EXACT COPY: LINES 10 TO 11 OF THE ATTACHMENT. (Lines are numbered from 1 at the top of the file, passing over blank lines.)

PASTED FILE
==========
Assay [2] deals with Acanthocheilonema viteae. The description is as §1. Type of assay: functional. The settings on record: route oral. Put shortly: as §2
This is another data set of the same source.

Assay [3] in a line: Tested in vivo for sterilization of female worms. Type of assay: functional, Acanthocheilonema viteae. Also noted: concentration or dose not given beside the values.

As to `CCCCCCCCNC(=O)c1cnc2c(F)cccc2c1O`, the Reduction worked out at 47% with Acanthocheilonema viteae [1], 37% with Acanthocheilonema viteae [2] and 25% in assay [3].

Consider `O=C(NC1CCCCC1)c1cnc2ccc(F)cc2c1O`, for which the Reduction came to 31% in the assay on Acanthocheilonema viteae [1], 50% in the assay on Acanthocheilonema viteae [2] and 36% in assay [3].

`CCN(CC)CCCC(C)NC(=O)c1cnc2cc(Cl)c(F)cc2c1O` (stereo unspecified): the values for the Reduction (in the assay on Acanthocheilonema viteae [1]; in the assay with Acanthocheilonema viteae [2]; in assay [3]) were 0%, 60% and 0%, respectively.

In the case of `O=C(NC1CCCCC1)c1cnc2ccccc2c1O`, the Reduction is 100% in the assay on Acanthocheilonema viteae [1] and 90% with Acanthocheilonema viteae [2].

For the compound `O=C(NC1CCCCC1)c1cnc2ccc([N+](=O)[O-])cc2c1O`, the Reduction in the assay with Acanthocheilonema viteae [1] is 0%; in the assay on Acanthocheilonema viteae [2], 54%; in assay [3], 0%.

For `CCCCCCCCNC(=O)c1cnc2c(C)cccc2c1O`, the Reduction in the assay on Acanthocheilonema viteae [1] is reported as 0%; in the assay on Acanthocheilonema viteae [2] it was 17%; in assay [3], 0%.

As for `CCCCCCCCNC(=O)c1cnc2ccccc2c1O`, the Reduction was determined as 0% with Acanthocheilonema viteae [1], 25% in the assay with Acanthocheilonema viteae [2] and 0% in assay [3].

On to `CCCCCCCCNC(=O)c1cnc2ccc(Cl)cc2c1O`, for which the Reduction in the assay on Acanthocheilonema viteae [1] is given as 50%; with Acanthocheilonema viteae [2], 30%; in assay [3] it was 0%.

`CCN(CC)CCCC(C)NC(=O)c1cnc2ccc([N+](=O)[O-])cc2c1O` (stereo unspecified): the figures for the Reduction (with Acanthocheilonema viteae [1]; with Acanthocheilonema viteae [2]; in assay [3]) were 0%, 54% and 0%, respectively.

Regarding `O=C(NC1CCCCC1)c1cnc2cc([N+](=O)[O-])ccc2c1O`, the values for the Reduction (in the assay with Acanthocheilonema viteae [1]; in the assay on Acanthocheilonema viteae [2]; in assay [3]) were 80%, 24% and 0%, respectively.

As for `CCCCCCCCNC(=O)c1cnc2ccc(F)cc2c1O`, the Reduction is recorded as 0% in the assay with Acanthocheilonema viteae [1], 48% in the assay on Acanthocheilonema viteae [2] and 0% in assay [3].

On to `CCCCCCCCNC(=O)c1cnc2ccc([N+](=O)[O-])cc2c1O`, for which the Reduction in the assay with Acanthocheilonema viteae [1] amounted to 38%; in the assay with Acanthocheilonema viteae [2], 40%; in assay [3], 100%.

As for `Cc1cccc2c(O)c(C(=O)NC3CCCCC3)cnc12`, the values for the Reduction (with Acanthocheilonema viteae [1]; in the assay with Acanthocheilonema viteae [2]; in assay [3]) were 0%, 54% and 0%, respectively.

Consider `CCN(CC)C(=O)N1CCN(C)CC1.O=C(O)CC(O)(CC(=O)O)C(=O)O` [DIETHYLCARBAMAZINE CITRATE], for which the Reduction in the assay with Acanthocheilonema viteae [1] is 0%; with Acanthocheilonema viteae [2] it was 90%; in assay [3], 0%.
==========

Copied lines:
As for `CCCCCCCCNC(=O)c1cnc2ccccc2c1O`, the Reduction was determined as 0% with Acanthocheilonema viteae [1], 25% in the assay with Acanthocheilonema viteae [2] and 0% in assay [3].

On to `CCCCCCCCNC(=O)c1cnc2ccc(Cl)cc2c1O`, for which the Reduction in the assay on Acanthocheilonema viteae [1] is given as 50%; with Acanthocheilonema viteae [2], 30%; in assay [3] it was 0%.